Kusunoki Masatsura (楠木正行)
Masatsura KUSUNOKI was a busho (Japanese military commander) in the period of the Northern and Southern Courts (Japan). The legitimate eldest son of Masashige KUSUNOKI.
While his father, Masashige, was given a honorific title of 'Dai-Nanko', he was called 'Sho-nanko.'
His former name is said to have been Masayori or Masakore.
There exists no definite historical material about the year of his birth. As he is described to have been eleven years old at the time of sakurai no wakare (Separation in Sakurai) in "Taiheiki" (The Record of the Great Peace), some surmise that he was born in 1326, but many historians doubt it. There has been another opinion for long that doubts the description in the Taiheiki and guesses the year of Masatsura's birth to have been a little earlier; however as there are not any definite historical materials, it is a mere conjecture.
He was born as the eldest son of Masashige KUSUNOKI in Kawachi Province.
His childhood name was 'Tamonmaru.'
As a child, he studied at Kawachi ojo-in Temple and others and acquired military arts. It is said that after the death of his father, Masashige, in the Battle of Minato-gawa River in 1336, when his severed head reached him, he was so shocked in spite of his previous preparation of mind as to enter into Butsuma (a room for Buddha staue) and tried to kill himself with a short sword named 'Kikusui' which was a remembrance of his father, but changed his mind by his real mother's admonishment.
Masatsura, following his deceased father's last wish, became the toryo (head of the clan) of the KUSUNOKI clan and fought as the Southern Court (Japan) side. As he was the legitimate eldest son of Masashige, he is said to have been expected much by the Southern Court. He defeated the allied armies of Tokiuji YAMANA and Akiuji HOSOKAWA of the Ashikaga Shogunate at Sumiyoshi-hama Beach, Tennoji, Settsu Province.
The Battle of Shijonawate
He fought against the brothers of KO no Moronao and KO no Moroyasu of the Ashikaga side in the Battle of Shijonawate which took place at Hojo, Kawachi Province (Shijonawate City, Osaka Prefecture, as of now) in 1348, but he was defeated and committed suicide with his younger brother, Masatoki KUSUNOKI, by stabbing each other (there are various opinions about his age of death).
Previously, when he defeated the Ashikaga side at Sumiyoshi-hama Beach, he rescued drowning soldiers fleeing in disorder from the battlefield at Watabe-bashi Bridge, Settsu Province, gave them medical treatments and clothes and sent them back to the enemy camp. It has been told that there were many who participated in this battle as the KUSUNOKI side to repay the obligation.
He had been prepared in mind for the death long since, and he declined an offer of marriage to Bennonaishi by Emperor Gomurakami. The following is the poem he composed at this time.
As I am a person who won't live long, how could I make a temporary match ?'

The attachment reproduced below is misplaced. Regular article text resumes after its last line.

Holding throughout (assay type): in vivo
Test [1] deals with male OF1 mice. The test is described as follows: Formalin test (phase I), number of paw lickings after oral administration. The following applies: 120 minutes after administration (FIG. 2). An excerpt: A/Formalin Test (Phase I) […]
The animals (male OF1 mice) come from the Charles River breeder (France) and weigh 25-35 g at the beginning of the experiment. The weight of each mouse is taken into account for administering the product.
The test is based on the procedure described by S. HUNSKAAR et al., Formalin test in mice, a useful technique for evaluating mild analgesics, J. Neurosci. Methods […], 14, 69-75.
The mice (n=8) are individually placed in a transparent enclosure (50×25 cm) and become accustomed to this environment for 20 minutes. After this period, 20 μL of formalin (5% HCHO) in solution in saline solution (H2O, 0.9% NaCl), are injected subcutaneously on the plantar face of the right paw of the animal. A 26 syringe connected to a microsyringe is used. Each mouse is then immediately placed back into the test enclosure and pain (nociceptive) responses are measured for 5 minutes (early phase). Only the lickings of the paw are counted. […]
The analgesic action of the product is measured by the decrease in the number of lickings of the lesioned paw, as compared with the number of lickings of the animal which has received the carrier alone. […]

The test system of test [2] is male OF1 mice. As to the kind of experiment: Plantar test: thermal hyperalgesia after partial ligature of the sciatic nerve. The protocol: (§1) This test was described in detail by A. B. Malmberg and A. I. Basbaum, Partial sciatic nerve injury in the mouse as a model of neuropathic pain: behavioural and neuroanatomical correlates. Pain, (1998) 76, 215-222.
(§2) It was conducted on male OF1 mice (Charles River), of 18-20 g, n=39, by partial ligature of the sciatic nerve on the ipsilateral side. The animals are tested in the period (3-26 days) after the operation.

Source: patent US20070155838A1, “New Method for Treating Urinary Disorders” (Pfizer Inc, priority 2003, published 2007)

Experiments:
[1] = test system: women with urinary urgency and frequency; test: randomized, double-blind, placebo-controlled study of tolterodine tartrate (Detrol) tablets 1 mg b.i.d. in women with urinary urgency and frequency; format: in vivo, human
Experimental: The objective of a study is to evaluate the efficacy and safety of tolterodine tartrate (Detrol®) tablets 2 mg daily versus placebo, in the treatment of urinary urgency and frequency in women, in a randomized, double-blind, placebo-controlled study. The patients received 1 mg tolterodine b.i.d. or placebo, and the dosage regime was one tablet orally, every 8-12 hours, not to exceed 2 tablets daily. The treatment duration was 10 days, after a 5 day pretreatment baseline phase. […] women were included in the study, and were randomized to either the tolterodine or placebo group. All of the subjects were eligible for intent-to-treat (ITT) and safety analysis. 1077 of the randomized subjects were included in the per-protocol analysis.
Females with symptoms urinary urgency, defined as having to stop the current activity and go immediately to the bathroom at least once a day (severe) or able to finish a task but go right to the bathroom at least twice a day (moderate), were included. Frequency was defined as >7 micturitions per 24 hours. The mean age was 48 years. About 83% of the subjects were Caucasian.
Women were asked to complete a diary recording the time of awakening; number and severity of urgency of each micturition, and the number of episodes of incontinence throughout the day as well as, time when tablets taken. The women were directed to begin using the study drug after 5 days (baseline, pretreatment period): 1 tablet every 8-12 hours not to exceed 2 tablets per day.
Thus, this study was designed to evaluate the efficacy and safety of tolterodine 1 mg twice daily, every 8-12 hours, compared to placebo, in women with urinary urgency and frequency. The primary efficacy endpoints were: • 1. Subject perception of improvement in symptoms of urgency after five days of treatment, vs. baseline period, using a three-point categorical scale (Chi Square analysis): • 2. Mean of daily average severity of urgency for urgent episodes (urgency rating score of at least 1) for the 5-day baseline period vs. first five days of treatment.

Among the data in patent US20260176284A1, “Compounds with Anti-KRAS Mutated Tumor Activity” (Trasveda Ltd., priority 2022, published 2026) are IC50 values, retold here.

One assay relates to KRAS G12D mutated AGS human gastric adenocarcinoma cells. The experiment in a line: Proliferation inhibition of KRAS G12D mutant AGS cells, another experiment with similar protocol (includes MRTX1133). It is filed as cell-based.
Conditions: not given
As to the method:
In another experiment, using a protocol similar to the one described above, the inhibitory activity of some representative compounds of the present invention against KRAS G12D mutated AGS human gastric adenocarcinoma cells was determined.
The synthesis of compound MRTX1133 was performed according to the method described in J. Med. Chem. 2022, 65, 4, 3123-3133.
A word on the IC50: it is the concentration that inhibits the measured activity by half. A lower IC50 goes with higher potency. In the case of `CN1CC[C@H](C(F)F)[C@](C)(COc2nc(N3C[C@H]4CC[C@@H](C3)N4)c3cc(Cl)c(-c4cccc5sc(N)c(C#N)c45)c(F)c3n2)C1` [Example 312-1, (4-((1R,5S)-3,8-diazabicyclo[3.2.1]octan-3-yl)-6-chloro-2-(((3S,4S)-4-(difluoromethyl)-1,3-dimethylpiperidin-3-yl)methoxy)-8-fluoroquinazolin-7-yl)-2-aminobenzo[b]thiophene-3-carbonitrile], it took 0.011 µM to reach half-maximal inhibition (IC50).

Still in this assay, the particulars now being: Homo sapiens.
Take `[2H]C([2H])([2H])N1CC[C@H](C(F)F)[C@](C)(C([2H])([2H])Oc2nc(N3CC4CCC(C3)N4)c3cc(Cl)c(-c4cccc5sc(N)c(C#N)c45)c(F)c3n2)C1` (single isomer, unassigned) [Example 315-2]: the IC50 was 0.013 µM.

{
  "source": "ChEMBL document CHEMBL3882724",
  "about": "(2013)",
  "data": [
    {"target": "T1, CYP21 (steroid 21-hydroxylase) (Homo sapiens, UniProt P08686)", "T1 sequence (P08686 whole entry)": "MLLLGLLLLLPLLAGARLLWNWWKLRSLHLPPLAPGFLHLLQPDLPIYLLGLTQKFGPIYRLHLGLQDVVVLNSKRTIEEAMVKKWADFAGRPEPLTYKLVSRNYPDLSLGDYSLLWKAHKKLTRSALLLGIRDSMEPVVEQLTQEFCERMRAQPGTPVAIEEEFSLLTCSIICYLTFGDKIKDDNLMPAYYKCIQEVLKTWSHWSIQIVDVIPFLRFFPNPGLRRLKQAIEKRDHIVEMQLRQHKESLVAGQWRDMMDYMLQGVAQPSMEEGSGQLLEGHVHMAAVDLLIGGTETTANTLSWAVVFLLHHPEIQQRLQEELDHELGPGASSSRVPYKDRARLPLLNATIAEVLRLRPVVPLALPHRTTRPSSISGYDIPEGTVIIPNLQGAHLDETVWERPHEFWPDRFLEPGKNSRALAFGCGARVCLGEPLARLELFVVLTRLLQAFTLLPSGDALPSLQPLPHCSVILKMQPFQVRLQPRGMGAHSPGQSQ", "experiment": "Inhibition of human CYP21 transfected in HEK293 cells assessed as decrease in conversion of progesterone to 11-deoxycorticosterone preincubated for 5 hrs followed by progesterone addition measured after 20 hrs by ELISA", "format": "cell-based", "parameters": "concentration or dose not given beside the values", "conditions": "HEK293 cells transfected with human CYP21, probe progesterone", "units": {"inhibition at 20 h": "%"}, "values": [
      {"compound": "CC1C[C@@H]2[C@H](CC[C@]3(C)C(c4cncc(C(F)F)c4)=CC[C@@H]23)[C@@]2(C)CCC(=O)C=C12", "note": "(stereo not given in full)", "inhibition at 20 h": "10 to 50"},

It is also well known that when he departed for this battle, he engraved his farewell poem (which will be mentioned later) on the gates of Nyoirin-ji Temple in Yoshino with an arrowhead. Before the decisive battle, Masatsura leading the members of his clan including his younger brother, Masatoki and Katahide NIGITA (Kenshu WADA), visited the Yoshino no Angu (temporary lodging built to accommodate an Imperial visit of Yoshino), and was given the command by Emperor Gomurakami.
I make you my right-hand man.'
You should fulfill the order discreetly.'
But it has been told that his resolution for inevitable death was so firm that after the visit to the Imperial Palace, he visited the Mausoleum of Emperor Godaigo, likening the board wall of Nyoirin-do (main hall) to kakocho (a family register of deaths), wrote on the board 143 names of the family members and retainers who had resolutions for inevitable death, with his farewell poem written in the inner part of the board wall, and dedicated his own hair.
If one loses locational advantages, chance of winning is rare. The family estate was succeeded by his third son, Masanori.
In 1876, he was conferred court rank posthumously of Jusanmi (Junior Third Rank) for his sincere loyalty, pure dutifulness and justice which were regarded as the model of the thought of reverence for the emperor in the Meiji Restoration. In 1889, a request to establish a shrine to enshrine the KUSUNOKI clan including Masatsura by the supporters living in the place where the clan and others had died out of loyalty was approved, and an imperial proclamation for the name of the shrine and sanction to place it as Bekkaku-Kanpeisha (a special government shrine) were given. In 1890, next year, the shrine building was completed, and Shijonawate-jinja Shrine of which shusaijin (main enshrined deities) was Masatsura was founded. Furthermore in 1897, he was conferred court rank posthumously of Junii (Junior Second Rank).
There are more than one tombs.
There is a tomb (Kubi-zuka) at Hokyo-in Temple in Ukyo Ward, Kyoto City. Moreover, Second Shogun of Ashikaga ShogunateYoshiakira ASHIKAGA who was one of his enemies left words in his will, "After my death, I want to sleep beside the tomb of Masatsura KUSUNOKI in Kanrin-ji Temple (Hokyo-in Temple, as of now) whom I have adored for a long time,' and according to his will, his tomb (Hokyoin-to) was erected next to the tomb of Masatsura KUSUNOKI (Gorin sekito).
There is also a tomb at Ojoin Rokuman-ji Temple in Higashiosaka City, Osaka Prefecture, where his body has been buried.
There is also a tomb in Shijonawate City, Osaka Prefecture, and a big camphor (kusunoki) is planted there.